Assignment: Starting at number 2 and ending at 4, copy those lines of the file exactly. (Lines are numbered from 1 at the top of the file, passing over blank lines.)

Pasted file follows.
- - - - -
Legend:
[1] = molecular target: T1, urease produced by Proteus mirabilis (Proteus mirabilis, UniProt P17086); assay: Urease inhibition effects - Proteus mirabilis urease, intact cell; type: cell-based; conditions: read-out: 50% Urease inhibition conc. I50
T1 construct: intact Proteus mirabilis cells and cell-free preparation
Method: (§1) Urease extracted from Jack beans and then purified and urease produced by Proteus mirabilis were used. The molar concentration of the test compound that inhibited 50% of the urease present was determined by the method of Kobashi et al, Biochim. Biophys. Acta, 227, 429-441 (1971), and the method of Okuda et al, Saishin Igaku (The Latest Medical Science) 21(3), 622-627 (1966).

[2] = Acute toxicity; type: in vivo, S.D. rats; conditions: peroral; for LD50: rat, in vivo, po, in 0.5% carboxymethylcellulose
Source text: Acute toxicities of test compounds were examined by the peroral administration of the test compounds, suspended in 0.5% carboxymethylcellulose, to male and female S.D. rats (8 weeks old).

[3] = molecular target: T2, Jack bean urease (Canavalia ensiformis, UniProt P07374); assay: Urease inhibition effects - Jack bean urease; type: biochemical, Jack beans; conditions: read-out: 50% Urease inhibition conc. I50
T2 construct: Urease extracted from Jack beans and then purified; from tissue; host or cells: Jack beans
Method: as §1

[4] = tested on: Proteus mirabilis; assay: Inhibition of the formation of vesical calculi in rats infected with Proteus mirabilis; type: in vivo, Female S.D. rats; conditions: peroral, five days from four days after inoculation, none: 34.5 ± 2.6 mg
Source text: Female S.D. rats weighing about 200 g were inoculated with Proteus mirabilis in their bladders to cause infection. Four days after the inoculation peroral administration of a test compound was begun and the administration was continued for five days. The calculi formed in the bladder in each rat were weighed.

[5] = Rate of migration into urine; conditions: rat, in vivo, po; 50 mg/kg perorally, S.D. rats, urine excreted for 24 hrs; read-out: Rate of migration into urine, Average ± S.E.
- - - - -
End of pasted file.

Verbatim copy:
[1] = molecular target: T1, urease produced by Proteus mirabilis (Proteus mirabilis, UniProt P17086); assay: Urease inhibition effects - Proteus mirabilis urease, intact cell; type: cell-based; conditions: read-out: 50% Urease inhibition conc. I50
T1 construct: intact Proteus mirabilis cells and cell-free preparation
Method: (§1) Urease extracted from Jack beans and then purified and urease produced by Proteus mirabilis were used. The molar concentration of the test compound that inhibited 50% of the urease present was determined by the method of Kobashi et al, Biochim. Biophys. Acta, 227, 429-441 (1971), and the method of Okuda et al, Saishin Igaku (The Latest Medical Science) 21(3), 622-627 (1966).